WarioWare titles shine through their PVE modes; Get It Together is no exception

WarioWare titles shine through their PVE modes; Get It Together is no exception

Overall, Get it Together seems to nail what is expected of a WarioWare game; nonsensical action enjoyed best with friends, wrapped up in puerile comedy. Some of the levels also nodded towards other Nintendo properties, such as The Legend of Zelda and Splatoon, which is a treat for any discerning Nintendo fan.

"The Switch games attraction is the same as it's always been for the WarioWare series - personality, replayability and humour - with the added bonus of a strong multiplayer suite," Robinson concluded. "Its latest gimmick isn't as strong as in previous entries, but it's not enough to spoil the throwaway fun."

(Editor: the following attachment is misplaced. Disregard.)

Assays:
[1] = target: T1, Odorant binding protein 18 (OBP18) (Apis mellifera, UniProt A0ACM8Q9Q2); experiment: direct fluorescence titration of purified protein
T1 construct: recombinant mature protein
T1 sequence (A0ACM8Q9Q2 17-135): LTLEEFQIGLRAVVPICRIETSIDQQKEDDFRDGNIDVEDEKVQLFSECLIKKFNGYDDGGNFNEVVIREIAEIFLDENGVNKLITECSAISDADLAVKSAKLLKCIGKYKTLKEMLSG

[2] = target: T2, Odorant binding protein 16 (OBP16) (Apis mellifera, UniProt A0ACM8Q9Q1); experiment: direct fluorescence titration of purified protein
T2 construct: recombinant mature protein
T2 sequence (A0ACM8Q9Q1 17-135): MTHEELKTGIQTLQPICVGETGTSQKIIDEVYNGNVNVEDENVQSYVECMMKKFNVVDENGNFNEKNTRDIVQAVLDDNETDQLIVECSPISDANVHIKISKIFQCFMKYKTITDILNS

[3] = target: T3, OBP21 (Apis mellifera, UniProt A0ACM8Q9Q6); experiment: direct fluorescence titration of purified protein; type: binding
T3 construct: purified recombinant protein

IGN's Marks wrapped up with similar thoughts, but commented on how the game's length might not keep players enticed for very long.

"WarioWare: Get It Together! is an absurd delight, testing your ability to think quickly and adapt on the fly in a series of ever-escalating microgames," he wrote.

"It's a shame that Get It Together!'s multiplayer options somewhat drop the ball though, enough for an evening or two of laugh-out-loud fun with friends but lacking the staying power for many more beyond that."

Washington Post's Stanley ends with: "I'm not sure if Get It Together! will make a convert out of anyone who doesn't already enjoy the series's brand of silliness and chaos, but it's an ambitious entry that successfully pushes the series into new territory in its own WarioWare way."